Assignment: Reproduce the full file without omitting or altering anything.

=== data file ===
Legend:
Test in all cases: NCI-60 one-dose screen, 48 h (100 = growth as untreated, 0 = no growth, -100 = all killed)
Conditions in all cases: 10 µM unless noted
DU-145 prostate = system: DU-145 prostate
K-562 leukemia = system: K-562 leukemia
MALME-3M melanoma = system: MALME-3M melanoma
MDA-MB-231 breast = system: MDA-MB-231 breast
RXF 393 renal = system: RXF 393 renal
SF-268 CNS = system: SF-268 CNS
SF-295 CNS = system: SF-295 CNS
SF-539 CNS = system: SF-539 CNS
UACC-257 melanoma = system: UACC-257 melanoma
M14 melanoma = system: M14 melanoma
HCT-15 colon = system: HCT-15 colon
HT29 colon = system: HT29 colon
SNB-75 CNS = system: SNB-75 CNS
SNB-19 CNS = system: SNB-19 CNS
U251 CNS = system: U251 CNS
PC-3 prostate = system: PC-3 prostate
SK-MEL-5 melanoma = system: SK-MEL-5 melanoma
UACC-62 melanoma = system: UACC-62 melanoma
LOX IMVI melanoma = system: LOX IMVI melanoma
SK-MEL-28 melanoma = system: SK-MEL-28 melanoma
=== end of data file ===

Legend:
Test in all cases: NCI-60 one-dose screen, 48 h (100 = growth as untreated, 0 = no growth, -100 = all killed)
Conditions in all cases: 10 µM unless noted
DU-145 prostate = system: DU-145 prostate
K-562 leukemia = system: K-562 leukemia
MALME-3M melanoma = system: MALME-3M melanoma
MDA-MB-231 breast = system: MDA-MB-231 breast
RXF 393 renal = system: RXF 393 renal
SF-268 CNS = system: SF-268 CNS
SF-295 CNS = system: SF-295 CNS
SF-539 CNS = system: SF-539 CNS
UACC-257 melanoma = system: UACC-257 melanoma
M14 melanoma = system: M14 melanoma
HCT-15 colon = system: HCT-15 colon
HT29 colon = system: HT29 colon
SNB-75 CNS = system: SNB-75 CNS
SNB-19 CNS = system: SNB-19 CNS
U251 CNS = system: U251 CNS
PC-3 prostate = system: PC-3 prostate
SK-MEL-5 melanoma = system: SK-MEL-5 melanoma
UACC-62 melanoma = system: UACC-62 melanoma
LOX IMVI melanoma = system: LOX IMVI melanoma
SK-MEL-28 melanoma = system: SK-MEL-28 melanoma